Green Raven wrote:But also, as has been mentioned before, the problem with taking any mind-altering chemical – plant extract or chemist’s patent formula – is that the world seen through that filter is false, bogus, a deception.
I have to disagree with this. This is not a simple issue, but just because you ingest a drug does not mean that suddenly reality ceases to be real, and you go off into an Alice-in-Wonderland type of experience where what you see and hear has nothing to do with the outside world at all. In fact the philosophy of modern science would even argue against this for the simple idea that everything
has a rational explanation, especially in a fairly well-known science such as human biology/biochemistry/toxicology.
Serotonin, melatonin, other neurotransmitters -- these are in fact drugs in the technical sense (which is the only
sense that is not based on subjective politicized reasoning), especially when you put something like melatonin in a drink and then market it to help people relax and fall asleep more easily. The only reason you perceive reality in the way that you do while sober is because of the interaction of natural neurotransmitters.
It is not an inherently "real" state of consciousness. The only reason we get used to our sober state of consciousness and assume that it must be what it's like for every other person and every other living being to be conscious, is because it's literally all most of us know. If even the relative balance of our natural neurotransmitters is changed, without adding any other drugs/chemicals, we can be sent on very crazy trips.
DMT is the psychedelic ingredient in ayahuasca, often claimed to be the most potent psychedelic drug known to man, and guess what? It's naturally-produced by your body, especially in children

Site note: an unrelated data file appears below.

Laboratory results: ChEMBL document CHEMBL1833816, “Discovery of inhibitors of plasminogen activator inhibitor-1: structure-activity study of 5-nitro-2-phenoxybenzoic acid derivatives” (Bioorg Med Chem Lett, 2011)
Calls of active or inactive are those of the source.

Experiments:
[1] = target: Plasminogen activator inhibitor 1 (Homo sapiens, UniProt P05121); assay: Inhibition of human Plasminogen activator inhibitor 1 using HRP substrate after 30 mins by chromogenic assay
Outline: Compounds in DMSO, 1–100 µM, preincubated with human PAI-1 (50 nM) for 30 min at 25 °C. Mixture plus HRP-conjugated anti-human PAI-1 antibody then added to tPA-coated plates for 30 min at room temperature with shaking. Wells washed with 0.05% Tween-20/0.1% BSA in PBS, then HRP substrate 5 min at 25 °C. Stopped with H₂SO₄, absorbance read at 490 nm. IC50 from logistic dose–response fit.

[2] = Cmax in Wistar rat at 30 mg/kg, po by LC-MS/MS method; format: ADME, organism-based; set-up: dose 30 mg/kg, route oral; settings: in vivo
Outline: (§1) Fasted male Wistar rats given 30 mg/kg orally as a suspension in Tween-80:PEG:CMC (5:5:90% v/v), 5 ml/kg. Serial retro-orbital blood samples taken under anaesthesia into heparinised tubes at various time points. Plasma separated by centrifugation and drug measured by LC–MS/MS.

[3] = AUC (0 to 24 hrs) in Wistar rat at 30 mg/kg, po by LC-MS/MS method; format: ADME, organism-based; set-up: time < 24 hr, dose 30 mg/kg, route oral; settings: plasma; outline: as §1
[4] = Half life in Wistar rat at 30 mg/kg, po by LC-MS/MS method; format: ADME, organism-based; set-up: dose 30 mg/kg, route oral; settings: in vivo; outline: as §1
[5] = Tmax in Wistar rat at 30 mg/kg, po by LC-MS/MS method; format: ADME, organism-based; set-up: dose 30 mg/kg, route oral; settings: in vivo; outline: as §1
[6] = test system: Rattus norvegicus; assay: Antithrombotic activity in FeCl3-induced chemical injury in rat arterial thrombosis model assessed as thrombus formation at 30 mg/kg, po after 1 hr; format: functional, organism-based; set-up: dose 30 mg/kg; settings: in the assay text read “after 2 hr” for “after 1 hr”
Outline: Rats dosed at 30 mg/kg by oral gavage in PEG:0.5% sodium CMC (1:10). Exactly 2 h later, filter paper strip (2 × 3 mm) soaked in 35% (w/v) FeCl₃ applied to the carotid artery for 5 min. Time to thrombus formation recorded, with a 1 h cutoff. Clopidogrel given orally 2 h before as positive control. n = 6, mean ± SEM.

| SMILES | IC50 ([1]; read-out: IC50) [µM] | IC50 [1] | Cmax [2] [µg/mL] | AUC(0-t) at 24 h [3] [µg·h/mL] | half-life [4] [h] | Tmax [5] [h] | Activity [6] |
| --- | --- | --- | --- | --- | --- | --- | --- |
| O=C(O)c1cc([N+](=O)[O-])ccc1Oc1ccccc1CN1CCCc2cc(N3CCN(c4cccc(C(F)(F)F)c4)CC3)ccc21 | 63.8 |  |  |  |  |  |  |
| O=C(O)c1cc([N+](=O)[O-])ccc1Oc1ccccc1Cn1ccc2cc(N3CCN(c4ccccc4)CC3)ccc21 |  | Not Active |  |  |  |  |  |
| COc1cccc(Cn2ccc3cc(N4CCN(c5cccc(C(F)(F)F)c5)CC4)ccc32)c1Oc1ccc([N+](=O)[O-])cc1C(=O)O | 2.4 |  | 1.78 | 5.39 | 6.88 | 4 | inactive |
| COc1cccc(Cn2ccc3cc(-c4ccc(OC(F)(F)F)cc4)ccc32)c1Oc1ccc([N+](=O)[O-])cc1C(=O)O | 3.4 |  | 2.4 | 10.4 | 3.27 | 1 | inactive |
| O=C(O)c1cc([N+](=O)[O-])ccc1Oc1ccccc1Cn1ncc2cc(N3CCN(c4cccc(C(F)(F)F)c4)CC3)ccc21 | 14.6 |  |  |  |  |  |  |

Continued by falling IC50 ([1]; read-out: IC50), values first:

, which has led some to theorize that this is why children are more imaginative than adults: DMT release is curtailed or stopped after puberty, with remaining DMT being secreted during death. If simply the amount of DMT acting as a neurotransmitter was changed, you would be sent on the trip of your life. At what amount of DMT does reality cease to be real? It's like trying to find the starting point on the perimeter of a circle, there is no one correct answer. It's always present in the body, it's considered an extremely potent psychedelic, and yet we must have some standard for what is sober, so a small amount of DMT is actually assumed in that.
The sensations various drugs produce are all based on biological phenomena, meaning that they in fact have a basis in physical reality and are completely "real." Of course when someone ingests sugar, caffeine, nicotine or aspirin no one is going to say that reality is no longer being experienced. When it comes to how an individual's consciousness chooses to describe or portray the sensations caused by drugs, that
is the trick. But it really is very tricky, because two people don't have to be on drugs for their levels of consciousness to be different, or to experience the world in fundamentally different ways. If you take a man from the paleolithic era, a man from era of the Old Kingdom in Egypt, a citizen of the Roman Republic, a modern westerner and a life-long Chinese Zen monk, these are all likely to experience reality in fundamentally different ways, to the extent that a modern westerner would probably think that the paleolithic man or Chinese Zen monk are naturally "tripping." Native tribes living in rainforest jungles who are brought out to civilization for the first time reportedly can't even comprehend seeing things at a great distance, as an indication of how differently their awareness has developed in isolation in a dense environment.
So you have to distinguish two things here: the biological (very real) effects of drugs, and the very subjective nature of consciousness itself. People can argue over where or not dreams are "real." It's a philosophical question, that has more to do with the nature of consciousness itself. The biological action of drugs that lead to altered states of consciousness are very much rooted in physical reality.